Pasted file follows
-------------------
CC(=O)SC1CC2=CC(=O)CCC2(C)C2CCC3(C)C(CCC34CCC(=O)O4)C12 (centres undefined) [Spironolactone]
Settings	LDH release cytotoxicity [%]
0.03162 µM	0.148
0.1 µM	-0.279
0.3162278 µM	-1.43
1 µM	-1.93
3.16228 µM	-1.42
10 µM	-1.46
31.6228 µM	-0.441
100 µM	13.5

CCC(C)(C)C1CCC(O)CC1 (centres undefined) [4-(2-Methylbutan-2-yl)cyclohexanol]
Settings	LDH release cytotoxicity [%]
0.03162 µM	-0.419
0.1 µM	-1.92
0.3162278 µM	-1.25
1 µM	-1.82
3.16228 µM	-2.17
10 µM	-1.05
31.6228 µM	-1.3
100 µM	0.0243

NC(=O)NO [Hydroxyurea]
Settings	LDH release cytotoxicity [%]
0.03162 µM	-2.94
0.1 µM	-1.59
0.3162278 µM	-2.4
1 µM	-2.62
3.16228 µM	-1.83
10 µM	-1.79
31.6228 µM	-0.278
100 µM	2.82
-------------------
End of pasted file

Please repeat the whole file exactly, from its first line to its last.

CC(=O)SC1CC2=CC(=O)CCC2(C)C2CCC3(C)C(CCC34CCC(=O)O4)C12 (centres undefined) [Spironolactone]
Settings	LDH release cytotoxicity [%]
0.03162 µM	0.148
0.1 µM	-0.279
0.3162278 µM	-1.43
1 µM	-1.93
3.16228 µM	-1.42
10 µM	-1.46
31.6228 µM	-0.441
100 µM	13.5

CCC(C)(C)C1CCC(O)CC1 (centres undefined) [4-(2-Methylbutan-2-yl)cyclohexanol]
Settings	LDH release cytotoxicity [%]
0.03162 µM	-0.419
0.1 µM	-1.92
0.3162278 µM	-1.25
1 µM	-1.82
3.16228 µM	-2.17
10 µM	-1.05
31.6228 µM	-1.3
100 µM	0.0243

NC(=O)NO [Hydroxyurea]
Settings	LDH release cytotoxicity [%]
0.03162 µM	-2.94
0.1 µM	-1.59
0.3162278 µM	-2.4
1 µM	-2.62
3.16228 µM	-1.83
10 µM	-1.79
31.6228 µM	-0.278
100 µM	2.82